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Social Policy Connections and the Yarra Institute are delighted to welcome the establishment of the new Centre for Research in Religion & Social Policy by the University of Divinity. It has always been our hope that the Melbourne College of Divinity (MCD), now the University of Divinity, would found such a centre to promote engagement by the Colleges with the wide concerns of social and public policy.
Wednesday 30 November 7-7:30pm
The Yarra Theological Union Study Centre
34 Bedford Street Box Hill
Followed 7:30-9pm by an address by
Returning penalty rates to the lowest paid
Josh Cullinan has campaigned for retail and fast food workers for 20 years, including for Bakers Delight, Hungry Jacks, and 7/11 workers. More recently, Josh raised the red flag over the ‘Coles Agreement’, and helped expose massive theft of penalty rates across the retail and fast food sectors. Download a flyer.
At the SPC Forum on 19 October, Peter Mares outlined – with an astonishing grasp of detail and great lucidity – changes in the categories and arrangements of visas to Australia, particularly highlighting the implications of people on temporary visas, who are vulnerable to exploitation in the labour market. Many do not know their rights, and are compelled to work for very low rates of pay.
The total fabric of Pakistan changed with its engagement in the United States’ proxy war against USSR in Afghanistan in the 1980s – a war to vindicate US humiliation in Vietnam.
Scores of members of religious minorities who have the means have migrated to safe countries, while the masses struggle to survive. Discrimination in workplaces, schools, and where they live has forced some to abandon their homes and jobs. They live in hiding to escape being booked under that draconian law. Successive weak and corrupt governments chose to disregard these powerful Islamic militant groups armed with weapons, as well as a host of suicide bombers.
Are armed drone attacks legitimate acts of warfare, or lethal political assassinations, hence murder and illegitimate? There is no easy answer, unless your view tends to one or other extreme. But, for those of us unsure, the middle ground is a moral morass.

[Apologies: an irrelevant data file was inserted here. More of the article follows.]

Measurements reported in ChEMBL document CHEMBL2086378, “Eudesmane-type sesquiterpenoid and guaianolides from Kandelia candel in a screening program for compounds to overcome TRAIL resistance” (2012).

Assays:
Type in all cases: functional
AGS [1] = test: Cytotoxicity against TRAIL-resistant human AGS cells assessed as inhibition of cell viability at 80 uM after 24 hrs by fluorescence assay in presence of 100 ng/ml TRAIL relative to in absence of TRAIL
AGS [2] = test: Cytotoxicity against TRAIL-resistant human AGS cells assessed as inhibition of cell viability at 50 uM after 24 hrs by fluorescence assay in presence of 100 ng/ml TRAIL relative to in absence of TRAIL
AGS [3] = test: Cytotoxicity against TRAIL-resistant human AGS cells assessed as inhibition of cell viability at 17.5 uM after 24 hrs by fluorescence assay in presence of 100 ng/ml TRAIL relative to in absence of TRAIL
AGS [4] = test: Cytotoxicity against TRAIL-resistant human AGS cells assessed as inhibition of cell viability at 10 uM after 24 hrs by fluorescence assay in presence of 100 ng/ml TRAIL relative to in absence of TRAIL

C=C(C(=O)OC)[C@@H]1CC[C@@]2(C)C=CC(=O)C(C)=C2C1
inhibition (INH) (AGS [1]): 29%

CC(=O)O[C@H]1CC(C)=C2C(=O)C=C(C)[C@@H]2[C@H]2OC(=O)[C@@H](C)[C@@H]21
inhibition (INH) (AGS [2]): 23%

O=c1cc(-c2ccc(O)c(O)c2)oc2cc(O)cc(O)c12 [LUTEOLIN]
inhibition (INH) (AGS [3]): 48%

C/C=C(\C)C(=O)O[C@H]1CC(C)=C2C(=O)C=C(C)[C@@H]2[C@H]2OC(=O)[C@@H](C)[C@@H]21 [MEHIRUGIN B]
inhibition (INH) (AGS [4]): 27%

The achievements of globalisation, liberalism, and openness are under attack. It is important that liberals and reformers demonstrate that, while the benefits of globalism and openness must continue, globalisation must work for all, and not just enrich the few.
The gathering storm really began with the fall of the Berlin Wall and the end of communism. The wealthy and privileged were restrained by the threat of working people seizing power in some way. But, with the fall of communism, market fundamentalists and the wealthy now show decreasing restraint in asserting their power and privilege.
If you had been told 30 years ago that Australia would create the least asylum-seeker-friendly institutional arrangements in the world, you would not have been believed. How is the purposelessness of this cruelty – which is presently rendering the lives of 30,000 refugees or asylum seekers in Australia miserable – to be explained?
Two exceptional advocates for social justice and human wellbeing have recently gone to God. Bill Neville was one of the key leaders in Catholic and ecumenical social movements in Sydney from the 1970s, at the age of 82, in May. And Bernard Carey, academic and administrator, died at only 69, in July. Both were founding members of the ecumenical social justice magazine National Outlook, which in many ways was a precursor of today’s Social Policy Connections.
Guterres campaigned for United Nations intervention in East Timor in 1999, after the former Portuguese colony was virtually destroyed by Indonesian-backed militias when it voted for independence. Yet Guterres will have many critics. The Neoconservative side of the political divide is already out in the high street with guns blazing for Guterres the Socialist. Jennifer Oriel, writing in the Australian on 10 October, declared, “The appointment of Antonio Guterres as Secretary-General of the United Nations poses significant danger to the free world”. Guterres is certainly at odds philosophically with some western governments who seem to orient refugees with jihad. As Guterres has stated, “Let us be perfectly clear: refugees are not terrorists; they are the first victims of terror”.
Serious about social justice?
Consider study at Yarra Theological Union (YTU), or at other colleges within the University of Divinity in Melbourne. Undergraduate to higher degrees. Auditing also possible.
YTU units include :
- Justice & Human Rights
- The History of Catholic Social Thought & Movements
- Equity & Sustainability: Pope Francis & Social Reform
- Major Issues in Contemporary Moral Theology
- Inter-Religious Dialogue
- Social Teaching & Aboriginal Australians
Contact the Dean of Studies Yarra Theological Union 98 Albion Road Box Hill 3128 email@example.com | 03 9890 3771.